As a recruiter, your clients are your customers. But, you also work heavily with job candidates. If the candidates aren’t happy, you’ll have a tough time making your recruiting clients happy. You need loyal candidates and clients who are willing to work with you in the future and refer others to you. For quantifiable data on candidate and client loyalty, try using the net promoter score calculation.
What is the net promoter score?
The net promoter score, or NPS, is a rating that companies use to gauge customer loyalty. Instead of a survey with multiple questions, a net promoter score comes from how a customer responds to one question:
“How likely is it that you would recommend [Company] to a friend or colleague?”
The customer then selects a rating, typically from 0 (not at all likely) to 10 (extremely likely), indicating how likely they are to make the recommendation.
There can also be a follow-up question asking the customer “Why?” or to elaborate on their rating.
NPS was created by Fred Reichheld, along with Bain & Company and Satmetrix. Reichheld was inspired by Enterprise Rent-A-Car’s simple process of determining whether customers would rent vehicles from their business in the future. Likewise, the net promoter score is a simple, one-question survey that determines whether a customer will bring more business with them.
The net promoter score results are meant to directly correlate to a company’s profits or growth, instead of other survey questions that can have little to no relation to profits.
As a recruiter, using the net promoter score can indicate which candidates would be interested in working with you again and making candidate referrals. You can use this data to reach out to the candidates who are not likely to contact you and ask how you can improve recruitment process. And, you can make changes to your recruiting process. If the results are positive, you can boost your credibility with other clients by showing them your recruiting success.
Or, you can ask candidates whether they would refer other candidates to your client’s company. Then, you can reveal the results to your client to help them make decisions on changes to their business.
You can also use the net promoter score on your clients to determine whether they are satisfied with the work you did for their company. The NPS indicates whether they will use your services again in the future and if they will refer other companies to you.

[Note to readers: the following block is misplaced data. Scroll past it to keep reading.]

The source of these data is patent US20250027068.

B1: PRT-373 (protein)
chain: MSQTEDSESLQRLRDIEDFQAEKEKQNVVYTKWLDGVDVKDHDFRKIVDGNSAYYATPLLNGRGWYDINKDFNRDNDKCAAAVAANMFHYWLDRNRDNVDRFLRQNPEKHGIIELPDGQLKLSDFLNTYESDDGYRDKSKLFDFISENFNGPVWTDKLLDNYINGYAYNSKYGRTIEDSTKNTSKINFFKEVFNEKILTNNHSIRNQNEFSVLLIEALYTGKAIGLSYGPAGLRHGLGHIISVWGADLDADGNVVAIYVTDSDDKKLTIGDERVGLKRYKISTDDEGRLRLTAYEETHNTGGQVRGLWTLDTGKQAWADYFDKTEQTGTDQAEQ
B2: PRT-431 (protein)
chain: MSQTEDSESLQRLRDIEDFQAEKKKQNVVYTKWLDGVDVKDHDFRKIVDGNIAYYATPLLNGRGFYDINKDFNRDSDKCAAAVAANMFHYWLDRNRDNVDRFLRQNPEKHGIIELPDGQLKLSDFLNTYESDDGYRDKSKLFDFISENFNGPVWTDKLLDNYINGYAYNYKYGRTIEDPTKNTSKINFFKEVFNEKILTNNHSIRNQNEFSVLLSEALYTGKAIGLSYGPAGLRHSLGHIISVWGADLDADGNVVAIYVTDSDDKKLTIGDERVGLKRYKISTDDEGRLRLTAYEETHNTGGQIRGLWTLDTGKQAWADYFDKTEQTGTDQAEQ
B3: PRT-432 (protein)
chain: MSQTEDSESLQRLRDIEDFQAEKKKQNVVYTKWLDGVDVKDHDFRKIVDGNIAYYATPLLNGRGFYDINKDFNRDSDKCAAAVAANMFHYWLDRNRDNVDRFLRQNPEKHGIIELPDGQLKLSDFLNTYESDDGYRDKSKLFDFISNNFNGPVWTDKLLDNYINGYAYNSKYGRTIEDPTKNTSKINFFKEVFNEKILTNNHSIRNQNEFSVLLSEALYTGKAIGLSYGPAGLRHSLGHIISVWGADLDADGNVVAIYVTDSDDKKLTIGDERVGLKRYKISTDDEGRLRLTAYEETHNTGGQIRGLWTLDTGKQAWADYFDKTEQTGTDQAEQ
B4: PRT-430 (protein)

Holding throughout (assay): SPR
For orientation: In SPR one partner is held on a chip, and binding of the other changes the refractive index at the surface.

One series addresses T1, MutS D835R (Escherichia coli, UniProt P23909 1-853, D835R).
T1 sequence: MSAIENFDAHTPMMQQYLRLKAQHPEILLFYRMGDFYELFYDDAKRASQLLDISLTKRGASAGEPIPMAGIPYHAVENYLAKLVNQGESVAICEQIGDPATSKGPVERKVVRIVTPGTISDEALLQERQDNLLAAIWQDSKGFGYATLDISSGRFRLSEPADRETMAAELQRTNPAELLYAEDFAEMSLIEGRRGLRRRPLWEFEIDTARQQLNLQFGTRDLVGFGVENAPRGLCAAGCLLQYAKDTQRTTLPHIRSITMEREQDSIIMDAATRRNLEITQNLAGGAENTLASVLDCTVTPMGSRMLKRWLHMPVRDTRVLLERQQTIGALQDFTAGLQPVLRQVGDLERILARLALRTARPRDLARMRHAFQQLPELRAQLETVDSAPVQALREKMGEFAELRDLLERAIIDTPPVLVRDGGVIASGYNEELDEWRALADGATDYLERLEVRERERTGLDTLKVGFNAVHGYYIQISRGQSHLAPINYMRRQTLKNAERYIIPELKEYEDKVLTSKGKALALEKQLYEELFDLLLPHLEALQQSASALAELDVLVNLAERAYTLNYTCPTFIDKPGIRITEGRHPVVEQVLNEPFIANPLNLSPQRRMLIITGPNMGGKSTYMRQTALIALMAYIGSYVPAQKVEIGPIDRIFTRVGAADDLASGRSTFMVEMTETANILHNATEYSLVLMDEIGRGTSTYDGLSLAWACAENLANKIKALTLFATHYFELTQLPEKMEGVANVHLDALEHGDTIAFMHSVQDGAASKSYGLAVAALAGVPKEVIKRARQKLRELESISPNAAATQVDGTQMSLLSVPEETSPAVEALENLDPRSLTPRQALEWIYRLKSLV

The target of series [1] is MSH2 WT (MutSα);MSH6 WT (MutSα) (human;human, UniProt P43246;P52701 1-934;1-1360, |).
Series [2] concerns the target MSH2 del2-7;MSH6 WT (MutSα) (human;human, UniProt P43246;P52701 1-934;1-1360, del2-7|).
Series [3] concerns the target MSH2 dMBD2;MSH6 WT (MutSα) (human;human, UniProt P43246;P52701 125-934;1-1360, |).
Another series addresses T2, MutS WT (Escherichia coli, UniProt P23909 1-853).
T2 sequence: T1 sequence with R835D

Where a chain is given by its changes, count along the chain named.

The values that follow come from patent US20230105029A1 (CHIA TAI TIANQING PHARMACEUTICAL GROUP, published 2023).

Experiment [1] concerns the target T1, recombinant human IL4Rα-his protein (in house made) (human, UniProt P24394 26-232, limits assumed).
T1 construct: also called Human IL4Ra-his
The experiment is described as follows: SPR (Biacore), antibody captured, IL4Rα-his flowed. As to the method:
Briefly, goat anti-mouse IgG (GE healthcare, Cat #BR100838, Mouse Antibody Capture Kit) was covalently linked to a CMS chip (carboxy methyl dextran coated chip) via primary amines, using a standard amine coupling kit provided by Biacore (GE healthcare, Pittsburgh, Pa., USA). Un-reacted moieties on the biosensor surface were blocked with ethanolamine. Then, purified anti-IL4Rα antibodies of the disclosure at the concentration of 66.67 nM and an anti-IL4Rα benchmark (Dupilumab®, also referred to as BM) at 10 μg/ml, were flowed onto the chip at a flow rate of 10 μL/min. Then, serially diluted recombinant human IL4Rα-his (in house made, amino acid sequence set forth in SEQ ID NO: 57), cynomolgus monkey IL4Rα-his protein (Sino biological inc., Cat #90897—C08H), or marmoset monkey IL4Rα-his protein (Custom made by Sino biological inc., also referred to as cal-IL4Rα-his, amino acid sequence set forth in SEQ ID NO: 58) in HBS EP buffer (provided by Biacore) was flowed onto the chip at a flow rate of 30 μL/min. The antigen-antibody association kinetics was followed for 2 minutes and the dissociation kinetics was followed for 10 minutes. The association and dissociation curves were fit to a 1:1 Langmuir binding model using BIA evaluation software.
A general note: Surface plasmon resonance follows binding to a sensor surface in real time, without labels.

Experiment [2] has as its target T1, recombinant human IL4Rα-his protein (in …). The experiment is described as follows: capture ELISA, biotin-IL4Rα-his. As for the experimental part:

Candidates and clients extremely likely to recommend your recruiting services are loyal customers. These individuals are impressed with the results of your services and willing to tell others about you.
For this article, we’ll use the term “Customers” in place of “Candidates” and “Clients.”
Net promoter score calculation
Customers fall into three categories based on their responses to the survey:
- Promoter: Those who give a rating of 9 or 10
- Passive: Those who give a rating of 7 or 8
- Detractor: Those who give a rating of 6 or under
The promoter category indicates a loyal customer who will promote your business while the detractor category is for customers who will not. The passive category is a middle ground, but it is not clear whether the customer is indifferent to you, likes you, or dislikes you.
From here, calculating NPS is pretty straightforward. You can calculate NPS by finding the percentage of customers who are promoters and detractors. To do so, divide the number of promoters/detractors by the total number of responses, including passive customer responses. Then, you will subtract the percentage of detractors from the percentage of promoters.
NPS = % of Promoters – % of Detractors
Net promoter scores can range anywhere from -100 (all respondents are detractors) to 100 (all respondents are promoters). Although calculated from percentages, NPS is not a percentage.
Net Promoter Score Calculation at a Glance
Question: “How likely is it that you would recommend [Company] to a friend or colleague?”
Response: Rating on a scale of 0 (not likely) – 10 (extremely likely)
Meaning of Ratings:
- 9 & 10: Promoter
- 7 & 8: Passive
- 0 – 6: Detractor
- % of Promoters = # of Promoters / Total Customer Responses
- % of Detractors = # of Detractors / Total Customer Responses
- NPS = % of Promoters – % of Detractors
Net promoter scores by industry
Ratings vary by industry. The Temkin Group compiled NPS benchmarks in a 2016 study showing the highs, lows, and averages across different industries. For example, auto dealers had an average NPS of 48 while TV service providers had an average of 11.
There is not a set “good” or “bad” net promoter score. But generally, a score above 0 is “good” and a score above 50 is “excellent.” If your score is below 0, it might be time to rethink your recruiting process.
How to calculate net promoter score example
Let’s say you wanted to determine whether candidates who applied for a position with your client would refer your services to other candidates. You received a total of 60 candidate responses to your survey question. Of that 60, you find that 35 were promoters, 10 were passive, and 15 were detractors.
To calculate net promoter score, you first need to determine the percentage of candidates who are promoters and detractors.
Divide 35 (promoters) by the total response number, which is 60.
- 35 / 60 = .583, or 58.3%
Now, divide 15 (detractors) by the total response number of 60.
- 15 / 60 = .25, or 25%
Don’t do anything with the percentage of passive candidates.
Based on these results, 58.3% of your candidates are promoters and 25% are detractors. With this information, you can find your net promoter score.
Subtract the percentage of detractors from the percentage of promoters.
- 58.3% – 25% = 33.3
You have a net promoter score of 33.3 out of 100. Generally, this is a good score, as it is above 0.